Called the logical NOT operator. It uses the reverse logical state of a an operand. Which means that if an operand was initially at true, the NOT operator makes it false during the evaluation

Thanks to these operators,  there is a lot that can be achieved to evaluation an expression. We’ll use them in samples to try to understand how they work. You can use more than just one to evaluate a given condition in your program flow.

Here, we can see how to evaluate operand(values on each side of the operator) with the greater than and less than.
float bankAccount=2500;
if(bankAccount&gt;3000){
  Console.WriteLine("You have quite a big account");
}else if(bankAccount<1000 && bankAccount>2000){
Console.WriteLine("You have more than 1000 $ and less than 2000 $ in your account");
}else{
    Console.WriteLine("We can't evaluate the value in your account, here's how much you have now : {0} $",bankAccount);
}
This sample will show how to use the NOT opeator.
bool aBoolValue=true;
if(!aBoolValue){
    Console.WriteLine("That's not right ! Is it ?"); //You should see this as false
}
if(aBoolValue){
  Console.WriteLine("That is true! If you have guess that the ouput, good job!");
}
Finally, we’re going to see how to use the equality operator. Beware, because this is a general known issue for beginners; the “=” is use to assign values and the “==” is used to evaluate is two values are equals. Because if you use the “=” operator, it will be a true expression. Why? Because you are assigning a value to a variable; doing so you’re asking the computer, for example, is it true that this variable as the value of 8?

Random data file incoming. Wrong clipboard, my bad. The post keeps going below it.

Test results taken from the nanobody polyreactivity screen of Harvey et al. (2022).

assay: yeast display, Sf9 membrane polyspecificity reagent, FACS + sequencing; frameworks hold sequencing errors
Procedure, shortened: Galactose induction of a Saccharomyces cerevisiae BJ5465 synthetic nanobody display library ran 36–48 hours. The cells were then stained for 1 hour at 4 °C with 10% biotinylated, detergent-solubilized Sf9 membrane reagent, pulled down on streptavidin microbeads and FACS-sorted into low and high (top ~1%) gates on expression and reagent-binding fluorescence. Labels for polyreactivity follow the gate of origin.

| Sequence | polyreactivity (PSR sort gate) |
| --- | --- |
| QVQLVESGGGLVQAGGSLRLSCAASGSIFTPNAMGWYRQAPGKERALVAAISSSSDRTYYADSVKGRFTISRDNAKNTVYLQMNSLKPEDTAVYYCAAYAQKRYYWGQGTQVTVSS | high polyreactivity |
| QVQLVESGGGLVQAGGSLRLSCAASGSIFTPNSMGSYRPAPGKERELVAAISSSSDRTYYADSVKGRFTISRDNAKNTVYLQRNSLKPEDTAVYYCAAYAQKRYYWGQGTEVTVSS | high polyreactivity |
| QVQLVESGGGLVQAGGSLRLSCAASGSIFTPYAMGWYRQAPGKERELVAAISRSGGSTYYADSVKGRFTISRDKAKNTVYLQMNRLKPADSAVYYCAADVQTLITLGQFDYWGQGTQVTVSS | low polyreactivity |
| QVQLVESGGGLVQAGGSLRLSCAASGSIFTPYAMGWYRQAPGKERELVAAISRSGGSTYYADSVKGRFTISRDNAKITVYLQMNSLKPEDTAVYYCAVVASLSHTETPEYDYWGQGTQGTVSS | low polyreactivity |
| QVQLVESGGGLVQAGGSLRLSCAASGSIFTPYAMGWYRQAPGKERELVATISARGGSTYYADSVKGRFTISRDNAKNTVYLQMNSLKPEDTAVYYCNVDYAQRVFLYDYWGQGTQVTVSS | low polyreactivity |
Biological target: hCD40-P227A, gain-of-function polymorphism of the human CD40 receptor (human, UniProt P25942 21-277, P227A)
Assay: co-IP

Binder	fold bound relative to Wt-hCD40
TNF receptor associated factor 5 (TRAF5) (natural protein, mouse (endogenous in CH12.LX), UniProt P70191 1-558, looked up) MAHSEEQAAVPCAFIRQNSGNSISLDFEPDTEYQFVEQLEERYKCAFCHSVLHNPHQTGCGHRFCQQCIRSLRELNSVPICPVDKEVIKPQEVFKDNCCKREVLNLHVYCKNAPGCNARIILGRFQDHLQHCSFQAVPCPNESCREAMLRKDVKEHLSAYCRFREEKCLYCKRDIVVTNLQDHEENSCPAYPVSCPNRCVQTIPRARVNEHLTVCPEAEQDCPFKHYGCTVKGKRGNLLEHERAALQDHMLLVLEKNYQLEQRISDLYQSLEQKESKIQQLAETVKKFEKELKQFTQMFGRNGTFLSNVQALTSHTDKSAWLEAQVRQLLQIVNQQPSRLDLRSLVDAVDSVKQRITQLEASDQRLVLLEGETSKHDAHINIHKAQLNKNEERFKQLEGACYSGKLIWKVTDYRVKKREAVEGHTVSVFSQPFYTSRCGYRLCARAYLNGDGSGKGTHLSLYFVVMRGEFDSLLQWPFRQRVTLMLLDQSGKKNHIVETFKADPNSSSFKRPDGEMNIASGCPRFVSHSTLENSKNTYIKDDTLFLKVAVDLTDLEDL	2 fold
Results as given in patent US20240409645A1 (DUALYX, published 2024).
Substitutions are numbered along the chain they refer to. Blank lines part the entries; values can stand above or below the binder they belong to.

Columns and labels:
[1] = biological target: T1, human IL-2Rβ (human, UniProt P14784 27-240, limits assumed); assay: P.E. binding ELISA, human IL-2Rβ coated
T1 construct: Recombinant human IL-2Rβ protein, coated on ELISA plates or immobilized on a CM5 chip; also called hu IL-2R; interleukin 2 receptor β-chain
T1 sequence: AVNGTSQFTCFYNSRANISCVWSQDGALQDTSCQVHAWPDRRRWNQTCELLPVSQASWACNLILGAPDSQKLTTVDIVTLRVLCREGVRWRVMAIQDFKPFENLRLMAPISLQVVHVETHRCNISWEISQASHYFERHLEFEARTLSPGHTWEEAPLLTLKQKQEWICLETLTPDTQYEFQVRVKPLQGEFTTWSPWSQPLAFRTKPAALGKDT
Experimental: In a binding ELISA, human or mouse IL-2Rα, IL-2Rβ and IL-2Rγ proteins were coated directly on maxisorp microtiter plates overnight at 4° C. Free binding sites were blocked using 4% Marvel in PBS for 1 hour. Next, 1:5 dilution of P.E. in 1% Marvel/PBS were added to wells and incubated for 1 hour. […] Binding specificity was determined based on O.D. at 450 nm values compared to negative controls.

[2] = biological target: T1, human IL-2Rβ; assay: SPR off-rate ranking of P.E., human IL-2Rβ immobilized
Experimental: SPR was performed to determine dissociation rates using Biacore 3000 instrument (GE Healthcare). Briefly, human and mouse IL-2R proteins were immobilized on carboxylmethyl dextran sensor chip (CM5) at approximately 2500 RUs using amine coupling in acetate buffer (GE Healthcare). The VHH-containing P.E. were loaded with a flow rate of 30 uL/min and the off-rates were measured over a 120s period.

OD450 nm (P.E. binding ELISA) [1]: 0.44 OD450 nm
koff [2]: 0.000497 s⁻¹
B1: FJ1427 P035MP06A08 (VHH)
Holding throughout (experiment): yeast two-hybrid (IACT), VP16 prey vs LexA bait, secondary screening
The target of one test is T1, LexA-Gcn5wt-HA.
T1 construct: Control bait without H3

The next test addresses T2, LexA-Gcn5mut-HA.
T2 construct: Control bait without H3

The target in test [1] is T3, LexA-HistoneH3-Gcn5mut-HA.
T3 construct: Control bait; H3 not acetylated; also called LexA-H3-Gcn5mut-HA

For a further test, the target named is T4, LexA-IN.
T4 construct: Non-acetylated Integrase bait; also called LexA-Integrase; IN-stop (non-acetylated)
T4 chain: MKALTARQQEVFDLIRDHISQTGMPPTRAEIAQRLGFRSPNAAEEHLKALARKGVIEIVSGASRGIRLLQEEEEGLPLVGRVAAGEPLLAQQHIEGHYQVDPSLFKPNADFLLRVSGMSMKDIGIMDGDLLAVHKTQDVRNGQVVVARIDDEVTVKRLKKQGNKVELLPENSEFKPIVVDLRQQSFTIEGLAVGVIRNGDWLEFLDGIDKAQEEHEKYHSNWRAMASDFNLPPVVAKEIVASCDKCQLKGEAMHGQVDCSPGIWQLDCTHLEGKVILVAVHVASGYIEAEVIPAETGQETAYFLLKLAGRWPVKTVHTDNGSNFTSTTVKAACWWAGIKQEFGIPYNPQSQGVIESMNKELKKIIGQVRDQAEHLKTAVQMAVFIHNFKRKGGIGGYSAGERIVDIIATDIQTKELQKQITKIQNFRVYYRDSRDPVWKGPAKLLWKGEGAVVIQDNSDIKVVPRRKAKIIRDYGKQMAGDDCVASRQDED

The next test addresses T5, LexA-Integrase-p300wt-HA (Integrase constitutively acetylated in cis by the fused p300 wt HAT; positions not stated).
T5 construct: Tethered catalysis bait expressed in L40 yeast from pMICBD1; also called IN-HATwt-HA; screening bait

int ageOfPerson=18;
if(ageOfPerson == 18)&lt;/div&gt;
{
   Console.WriteLine(&quot;You are consider as an adult in Canada&quot;);
}
//next example is a bad example. Please be sure not to reproduce code likethis one
if(ageOfPerson=21)
{
    Console.WriteLine("You can vote in any country that you want, or I think ?");
}
We will learn how to use switches and the ternary operator in the last part of how to manage the program flow.
Kevin

Programming basics: manage program flow part one

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Welcome reader,

Our journey into programming began with the use of variables, how to name and how to store data in them. Programming goes a bit further than this. When you tell your machine to perform a given operation, sometimes, you want to check a state or a condition before your console application performs the work that needs to be done. In your daily life, these events surely happens often such as “if I get 80 or more on this test, I’ll go to X party” or else if “I get a bonus in the end of year, I’m going to go to the Bahamas”. I think you can see a pattern? Basically, we do the same thing in a software application such as if this events does happen, perform this task. In short, we evaluate conditions and, depending of what happened and what we are looking for, we’ll either perform a task or we coule just do nothing.  In programming, we use if-else if-else, the ternary operator or switches(more on them in a later post). We’ll code below an example in which will create a variable storing an integer value. We’ll evaluate conditions and then print the value of the variable if one of these conditions are met.


public static void Main(){

int ageOfClient=30;

//the operators which were use to create the condition will be explained in the next post

//using the if- else if - else structure

if(ageOfClient<18){

Console.WriteLine("The client is a child");

}

else{

Console.WriteLine("Your client is an adult");

}
}

// the ternary operator will be mention when we'll talk about strings.

Kevin